I had never seen black skin up close
Updated: Jun 11
The Cadre (mixed race), were passing my desk and greeted us with big smiles “Hi Ladies!”
My co-worker J. and I laughed and smiled. She said, “They think we are talking about unimportant, easy things.” We were in fact discussing our respective experiences of being beaten by our ex-husbands. This was my first grown-up job. I worked for ROTC on the University of Wisconsin-Platteville campus. J. was the federal Secretary and I the state.
Major Spriggs, our boss, was the first black person I ever knew. I met him as he interviewed me for a position with the Military Science Department at UW-Platteville. I was nonplussed to see his black hand across the table from mine during the interview. I had never seen black skin up close. I needed the position, but I knew at that moment that even more I needed to work with him. Fair, funny and diligent, he was one of the best bosses I have ever had; in company with a small select group all of whom but one have been men.
I grew up in Northern Wisconsin and then western Wisconsin. There were no black people in my life – none, not even in college, though while I was a student at UW-Stout in 1972, I did go to listen to Angela Davis speak and concluded at the end of it that she hated us all.
Major Spriggs was part of the company of Army guys who helped me move from one old Victorian house to another. He, his wife Fanny and two young sons, Derrick and Pickles became my neighbors. They came over for dinner, felt sorry for me that I had no wine glasses and bought me some. Fanny often lamented “You are a hard man, Jack,” but it seemed to me they loved each other well enough.
Major Spriggs liked to glower at J. and me as he came into work in the morning. We laughed about how he was trying to scare the little white girls. He was Adjutant (Chief paper pusher, as he said), was good at it and required that we be good at it. He remarked many times how much he hated Physical Training (PT), and camping; how he loved concrete and bright lights. We thought in that regard that he was crazy.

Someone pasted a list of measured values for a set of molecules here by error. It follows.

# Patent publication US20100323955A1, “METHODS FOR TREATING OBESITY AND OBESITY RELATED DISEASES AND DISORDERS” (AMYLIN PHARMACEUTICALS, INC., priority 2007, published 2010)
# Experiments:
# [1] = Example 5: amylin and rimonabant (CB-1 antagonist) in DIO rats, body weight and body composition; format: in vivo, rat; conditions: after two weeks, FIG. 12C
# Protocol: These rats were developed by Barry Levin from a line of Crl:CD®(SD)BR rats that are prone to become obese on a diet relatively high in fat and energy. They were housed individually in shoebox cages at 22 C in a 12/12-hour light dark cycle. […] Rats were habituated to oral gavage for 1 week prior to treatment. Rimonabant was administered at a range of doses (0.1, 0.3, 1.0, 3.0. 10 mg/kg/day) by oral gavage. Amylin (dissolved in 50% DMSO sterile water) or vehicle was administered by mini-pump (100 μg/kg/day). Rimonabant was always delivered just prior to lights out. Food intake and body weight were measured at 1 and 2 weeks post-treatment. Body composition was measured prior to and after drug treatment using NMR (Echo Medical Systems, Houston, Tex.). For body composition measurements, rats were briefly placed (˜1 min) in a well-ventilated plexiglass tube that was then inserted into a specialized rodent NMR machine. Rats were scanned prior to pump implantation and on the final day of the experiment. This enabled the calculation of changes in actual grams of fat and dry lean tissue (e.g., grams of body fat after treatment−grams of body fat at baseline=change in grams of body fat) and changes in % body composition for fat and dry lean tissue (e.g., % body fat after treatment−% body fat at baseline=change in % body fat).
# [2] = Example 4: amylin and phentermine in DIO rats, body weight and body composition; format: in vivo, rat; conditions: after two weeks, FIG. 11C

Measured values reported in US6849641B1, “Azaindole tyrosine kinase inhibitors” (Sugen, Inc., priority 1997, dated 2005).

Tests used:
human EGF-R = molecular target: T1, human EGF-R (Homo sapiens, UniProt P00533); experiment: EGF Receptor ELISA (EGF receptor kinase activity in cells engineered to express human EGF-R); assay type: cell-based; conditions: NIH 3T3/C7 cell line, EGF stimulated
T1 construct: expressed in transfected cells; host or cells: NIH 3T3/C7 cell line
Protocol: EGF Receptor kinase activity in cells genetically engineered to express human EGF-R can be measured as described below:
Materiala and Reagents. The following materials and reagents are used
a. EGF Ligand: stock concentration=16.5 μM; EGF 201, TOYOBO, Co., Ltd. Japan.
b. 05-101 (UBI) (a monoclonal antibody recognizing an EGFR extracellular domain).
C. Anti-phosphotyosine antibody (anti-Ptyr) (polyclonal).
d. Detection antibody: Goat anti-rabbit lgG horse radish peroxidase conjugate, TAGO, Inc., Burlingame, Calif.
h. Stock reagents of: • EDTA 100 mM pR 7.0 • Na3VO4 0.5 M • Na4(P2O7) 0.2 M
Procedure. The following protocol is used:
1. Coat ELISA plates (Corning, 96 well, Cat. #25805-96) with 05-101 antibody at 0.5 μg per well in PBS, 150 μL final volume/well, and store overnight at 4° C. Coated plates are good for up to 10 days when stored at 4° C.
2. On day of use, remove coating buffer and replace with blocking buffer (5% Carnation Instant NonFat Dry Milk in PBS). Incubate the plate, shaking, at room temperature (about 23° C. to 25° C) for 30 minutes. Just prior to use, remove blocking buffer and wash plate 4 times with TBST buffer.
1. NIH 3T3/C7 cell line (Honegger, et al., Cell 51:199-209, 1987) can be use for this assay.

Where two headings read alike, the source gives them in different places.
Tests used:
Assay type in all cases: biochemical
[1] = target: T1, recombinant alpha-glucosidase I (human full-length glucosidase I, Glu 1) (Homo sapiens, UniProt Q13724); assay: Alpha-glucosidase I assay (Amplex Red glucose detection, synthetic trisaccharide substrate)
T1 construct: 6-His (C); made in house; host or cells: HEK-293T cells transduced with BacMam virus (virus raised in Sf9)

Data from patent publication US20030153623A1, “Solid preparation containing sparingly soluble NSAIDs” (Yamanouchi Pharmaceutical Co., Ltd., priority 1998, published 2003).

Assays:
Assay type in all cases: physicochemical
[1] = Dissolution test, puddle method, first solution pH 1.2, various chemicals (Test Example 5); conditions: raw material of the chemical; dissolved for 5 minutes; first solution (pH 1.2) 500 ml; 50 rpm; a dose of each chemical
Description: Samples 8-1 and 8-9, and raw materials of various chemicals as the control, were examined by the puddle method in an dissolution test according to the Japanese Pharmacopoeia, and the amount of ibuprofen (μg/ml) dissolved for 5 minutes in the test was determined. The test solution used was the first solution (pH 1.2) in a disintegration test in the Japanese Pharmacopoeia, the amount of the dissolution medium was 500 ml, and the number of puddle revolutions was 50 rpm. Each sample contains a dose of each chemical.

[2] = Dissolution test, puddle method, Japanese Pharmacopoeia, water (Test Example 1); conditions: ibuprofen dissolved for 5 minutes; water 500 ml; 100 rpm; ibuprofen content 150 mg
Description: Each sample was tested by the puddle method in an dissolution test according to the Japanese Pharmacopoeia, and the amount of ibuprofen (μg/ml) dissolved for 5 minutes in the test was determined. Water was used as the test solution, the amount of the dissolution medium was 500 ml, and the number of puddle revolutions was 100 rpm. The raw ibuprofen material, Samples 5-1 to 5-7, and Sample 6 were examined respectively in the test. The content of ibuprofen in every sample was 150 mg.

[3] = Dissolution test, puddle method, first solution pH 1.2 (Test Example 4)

Sergeant Major Spikes from Louisiana, also a black man, served multiple tours in Vietnam prior to coming to Platteville ROTC. He was noble; devoted to his wife and family, one of the gentlest people I have ever met. In his position as Sergeant Major it was he who taught the cadets how to be in the Army. He was responsible for their PT and as cadets they were his subordinates. After the swearing in ceremony, a newly commissioned smirking First Lieutenant approached him, gloating in the fact that Sergeant Major Spikes was now required to salute him. Sergeant Major Spikes’ salute was disciplined and professional; in my eyes his patience even more impressive.
Sargent Major M., Sargent Major Spikes' predecessor, appalled me by his total lack of a conscience. One day as I suggested that he had a responsibility toward the children he had sired, he remarked “You mean to tell me that if I spill my seed, I am responsible?!” I couldn’t believe it, but told him that “Yes”, I thought so.
Major Spriggs was replaced by a black major, whose wife R. became a good friend. Through her I got to experience a Baptist worship service for the first time. Unbeknownst to her, while I was in the midst of drawing various women as Arwen from the Lord of the Rings, did one of her on a horse. Her husband was not a great boss, not a good Adjutant. J., a professional, who had worked there for five years, fed up with doing her job and his while being badgered by him, quit. I left soon after.
These were my first encounters with black people.